As expected, the results of our study revealed a negative correlation between caregiver burden (CBI) and the functional independence of the patients (BI) and between caregiver burden (CBI) and patients’ quality of life (EQ-5D); conversely, caregiver burden (CBI) showed a strong and positive correlation with depression in caregivers (BDI).

In our sample, 65.7% of the caregivers expressed an interest in interventions aimed at reducing their burden: the data showed that, more than anything, they felt the need to obtain more clinical information. Given that all the patients in this study had a disease duration of at least 3 years, and thus had long been in regular contact with the medical profession, this finding underlines the importance of improving communication between physicians and patients. Future research should aim to identify what type of information is most wanted (i.e. about symptoms, treatments, rehabilitation interventions, prognosis or management of behavioural disorders). Qualitative SDQ data also highlighted the caregivers’ need for emotional support, both on an individual level and through group sessions. It must be also underlined that the caregiver’s level of involvement will be different in the different phases of the disease, depending on the changes in the patient’s needs; this suggests that the caregiver’s requirements, in terms of education and support, will change, as well. The need for appropriately timed interventions is consistent with the idea that caregivers will benefit more if they receive the right kind of support at the right time (29). In view of the complexity of demands arising from neurological illness and the fact that a global approach to neurorehabilitation is generally preferred, we, like other authors (30), argue that these interventions would be most useful when provided within a multidisciplinary framework in which the various professionals make their own specific contribution to the healthcare needs of patients and caregivers, but as part of an integrated approach.

Our study presents two main limitations. First, the results obtained, despite their consistency with data obtained in different rehabilitation settings (11, 25, 26), cannot be extended to caregivers of institutionalized patients. Secondly, due to the small size of the sample, we were not able to analyse data in relation to different pathologies. Further studies in larger populations should be designed to explore and highlight specific needs of caregivers, according to the diseases affecting their relatives. However, it should be noted that although the correlation between burden and disease depends on many different multidimensional factors, literature data suggest a strong link between burden and functional impairment (31), considering the last one as the main factor, transverse to different pathologies. Finally, the effect of other potentially significant variables on caregiver burden, such as depression in patients and the quality of life and health status of caregivers, must still be investigated.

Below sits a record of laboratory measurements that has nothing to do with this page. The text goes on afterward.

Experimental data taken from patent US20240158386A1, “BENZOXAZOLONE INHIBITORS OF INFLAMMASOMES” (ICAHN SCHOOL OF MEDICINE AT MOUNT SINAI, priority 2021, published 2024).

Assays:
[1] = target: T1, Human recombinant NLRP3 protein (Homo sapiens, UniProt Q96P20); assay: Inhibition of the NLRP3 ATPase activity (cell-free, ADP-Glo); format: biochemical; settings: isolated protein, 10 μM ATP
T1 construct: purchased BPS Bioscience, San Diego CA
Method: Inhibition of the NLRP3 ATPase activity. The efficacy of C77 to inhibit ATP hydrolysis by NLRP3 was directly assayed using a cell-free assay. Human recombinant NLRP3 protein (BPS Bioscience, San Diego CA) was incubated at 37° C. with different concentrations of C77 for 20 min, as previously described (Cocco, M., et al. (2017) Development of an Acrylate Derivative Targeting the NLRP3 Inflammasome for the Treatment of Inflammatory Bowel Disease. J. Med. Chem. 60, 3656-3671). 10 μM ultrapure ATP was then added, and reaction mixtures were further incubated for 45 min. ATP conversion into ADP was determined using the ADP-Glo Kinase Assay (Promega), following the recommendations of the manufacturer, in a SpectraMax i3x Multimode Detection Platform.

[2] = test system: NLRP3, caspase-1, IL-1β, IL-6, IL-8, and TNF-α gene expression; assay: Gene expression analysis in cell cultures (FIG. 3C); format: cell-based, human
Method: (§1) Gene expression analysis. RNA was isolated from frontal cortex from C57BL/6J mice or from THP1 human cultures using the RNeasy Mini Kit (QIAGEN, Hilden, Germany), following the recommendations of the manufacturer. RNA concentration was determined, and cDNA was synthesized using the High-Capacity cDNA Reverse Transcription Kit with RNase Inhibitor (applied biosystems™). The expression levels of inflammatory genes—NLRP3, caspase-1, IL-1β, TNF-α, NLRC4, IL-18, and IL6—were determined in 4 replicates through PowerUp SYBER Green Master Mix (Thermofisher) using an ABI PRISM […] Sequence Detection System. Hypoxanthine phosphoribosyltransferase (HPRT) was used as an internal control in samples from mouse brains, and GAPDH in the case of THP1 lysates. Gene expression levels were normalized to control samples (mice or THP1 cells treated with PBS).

In conclusion, the results of our study, highlighting the heavy burden borne by caregivers and drawing attention to their often unmet needs, may help to raise awareness within the healthcare community of the impact of chronic neurological diseases on patients’ families. They may also provide a useful resource for defining structured interventions geared at assessing, preventing or managing problems related to stressful caregiving situations across the care continuum. Indeed, although there is evidence that interventions targeting caregivers can decrease their levels of stress, depression and anxiety (32, 33), and increase their sense of being in control and their ability to cope with the burdensome experience of caregiving (34), the potential benefits of person-centred interventions require further evaluation (35). In particular, studies are needed to determine how best to support caregivers in each phase of the disease and which interventions are more effective. These studies should be conducted using empirically validated assessment tools and rigorous outcome measures, and should make provision for a long-term assessment, given that chronic neurological diseases are life-long conditions.


The authors thank Alberto Virgili, PT, for his technical support.

Conflicts of interest and funding: The authors have no conflict of interest or financial disclosures regarding the current manuscript.